In February, 20 women from around the world pushed themselves to the limit to climb Mount Kilimanjaro in Tanzania to raise funds for Freedom Challenge-supported projects. One of those women was Sarah Bradfield from Atlanta. Here she shares why she took part
Why did you decide to take part in the Kilimanjaro climb?
I had wanted to do this climb for four years. I was supposed to go on the very first climb to Kilimanjaro in 2012 and I ended up finding out I was pregnant (after I already had my plane ticket!). So I couldn’t go. I prayed that God would one day give me the opportunity to go, and He did! He gave me the desire of my heart, and I feel blessed to have had this opportunity.
Had you done anything like this before?
Yes, I did the Everest Base Camp trek with The Freedom Challenge in Nepal in 2013.
What training did you do?
I did a workout/weight lifting program called The Master’s Hammer and Chisel, as well as lots of walking (six miles a day while pushing my jogging stroller with the kids!).
How did you go about fundraising?
I just got on my knees and prayed! The Lord provided. I did a Valentine’s Bake sale at the OM office in Atlanta, but the rest of the money was generously donated by friends and family.
Was there anything that made you feel nervous about the challenge?
The fundraising aspect of it was the most challenging part. I knew I needed to rely on God to provide!
What was the best bit about the climb?
The whole entire thing was amazing. I loved the day that we climbed the Barranco wall – it was literally scaling a massive vertical wall. It was scary and tough, but felt like such an accomplishment!
Where there any low points for you on the mountain?
I got super sick one day – altitude sickness. I wasn’t sure I was going to make it. I told myself, “I am not going to stop unless they force me to go down!” But I was dizzy, nauseous and my head was pounding so hard. And I just had to keep hiking up hill. It was hard. The summit night was incredibly difficult, and you really had to dig deep to force yourself to keep going.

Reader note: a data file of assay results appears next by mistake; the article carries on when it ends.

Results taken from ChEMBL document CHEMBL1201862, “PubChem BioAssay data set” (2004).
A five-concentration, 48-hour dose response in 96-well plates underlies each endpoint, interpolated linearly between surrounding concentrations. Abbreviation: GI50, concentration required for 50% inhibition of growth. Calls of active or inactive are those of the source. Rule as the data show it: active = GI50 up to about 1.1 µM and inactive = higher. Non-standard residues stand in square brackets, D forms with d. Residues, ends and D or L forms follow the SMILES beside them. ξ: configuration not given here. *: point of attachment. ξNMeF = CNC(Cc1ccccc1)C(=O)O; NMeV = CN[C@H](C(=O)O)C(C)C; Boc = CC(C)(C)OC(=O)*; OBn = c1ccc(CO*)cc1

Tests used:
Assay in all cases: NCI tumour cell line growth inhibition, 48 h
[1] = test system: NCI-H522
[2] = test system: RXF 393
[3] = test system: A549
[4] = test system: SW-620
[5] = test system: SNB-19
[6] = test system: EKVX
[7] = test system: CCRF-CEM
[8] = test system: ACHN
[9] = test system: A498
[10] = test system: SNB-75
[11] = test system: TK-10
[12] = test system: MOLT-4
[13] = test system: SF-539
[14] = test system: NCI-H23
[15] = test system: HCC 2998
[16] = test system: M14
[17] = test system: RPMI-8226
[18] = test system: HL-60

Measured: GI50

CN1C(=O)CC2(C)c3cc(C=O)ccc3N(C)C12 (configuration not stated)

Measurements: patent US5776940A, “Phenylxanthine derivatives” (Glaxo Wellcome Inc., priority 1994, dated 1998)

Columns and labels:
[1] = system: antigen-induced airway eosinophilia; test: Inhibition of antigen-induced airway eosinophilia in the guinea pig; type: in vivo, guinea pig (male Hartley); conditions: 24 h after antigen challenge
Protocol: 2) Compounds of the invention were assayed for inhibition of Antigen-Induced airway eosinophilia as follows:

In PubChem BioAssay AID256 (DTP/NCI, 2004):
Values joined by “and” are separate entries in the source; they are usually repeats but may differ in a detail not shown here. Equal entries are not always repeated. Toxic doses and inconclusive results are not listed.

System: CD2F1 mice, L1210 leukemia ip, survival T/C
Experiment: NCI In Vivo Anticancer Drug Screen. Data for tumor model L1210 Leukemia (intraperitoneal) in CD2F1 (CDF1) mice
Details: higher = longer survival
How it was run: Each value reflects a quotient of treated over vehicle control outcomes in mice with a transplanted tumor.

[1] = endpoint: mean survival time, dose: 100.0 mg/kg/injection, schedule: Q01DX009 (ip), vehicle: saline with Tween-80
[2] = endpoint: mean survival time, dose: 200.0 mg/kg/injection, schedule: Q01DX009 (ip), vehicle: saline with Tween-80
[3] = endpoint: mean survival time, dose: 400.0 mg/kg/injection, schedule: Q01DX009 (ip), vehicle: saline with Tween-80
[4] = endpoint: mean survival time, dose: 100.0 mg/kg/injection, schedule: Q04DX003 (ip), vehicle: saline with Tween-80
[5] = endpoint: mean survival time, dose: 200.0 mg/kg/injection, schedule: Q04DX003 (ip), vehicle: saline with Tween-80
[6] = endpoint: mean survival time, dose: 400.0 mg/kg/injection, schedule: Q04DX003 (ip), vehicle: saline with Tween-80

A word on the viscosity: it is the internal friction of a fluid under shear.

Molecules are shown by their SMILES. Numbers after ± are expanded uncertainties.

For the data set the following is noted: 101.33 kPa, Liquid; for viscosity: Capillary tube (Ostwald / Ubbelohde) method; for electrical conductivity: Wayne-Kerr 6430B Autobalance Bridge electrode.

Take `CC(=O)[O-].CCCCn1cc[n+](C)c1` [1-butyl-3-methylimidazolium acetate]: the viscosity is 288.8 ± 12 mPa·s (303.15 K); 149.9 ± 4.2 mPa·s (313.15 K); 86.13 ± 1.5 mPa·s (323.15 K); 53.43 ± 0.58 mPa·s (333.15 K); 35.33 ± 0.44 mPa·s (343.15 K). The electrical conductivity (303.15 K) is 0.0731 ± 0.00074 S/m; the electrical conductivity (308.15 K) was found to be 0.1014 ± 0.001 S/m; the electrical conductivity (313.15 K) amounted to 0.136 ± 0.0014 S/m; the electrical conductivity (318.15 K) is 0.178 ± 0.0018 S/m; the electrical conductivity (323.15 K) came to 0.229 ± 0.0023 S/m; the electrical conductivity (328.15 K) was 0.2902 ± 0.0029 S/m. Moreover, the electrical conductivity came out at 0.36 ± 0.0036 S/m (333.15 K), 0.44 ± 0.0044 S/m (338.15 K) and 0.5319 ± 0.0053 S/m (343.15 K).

What was it like to sleep on the mountain?
I didn’t sleep well for most of the nights on the mountain, but after a while you just get so tired that you conk out. There were cooks that came with us on the trip and they made amazing food. We were grateful for that.
How did it feel to reach the top?
It felt like such a mixture of emotions. I felt overwhelmed, exhausted, triumphant, and most of all relieved. It felt like a dream come true.
What was the rest of the group like?
I loved our team. It was mostly young women from South Africa, Namibia, and then two of us from the US. We had a great team dynamic.
Would you do anything like this again?
Absolutely. I wouldn’t want to do Kilimanjaro again, but I am itching to get back out and climb something else now!
Sarah is a graphic designer with Operation Mobilization. She is married to Phil and has two children: a 3-year-old girl named Selah and a 20-month old boy named Gabriel.
We’d love you to join us on a Freedom Challenge event, the next one is in Wyoming in July – there is still time to sign up! Don’t miss out!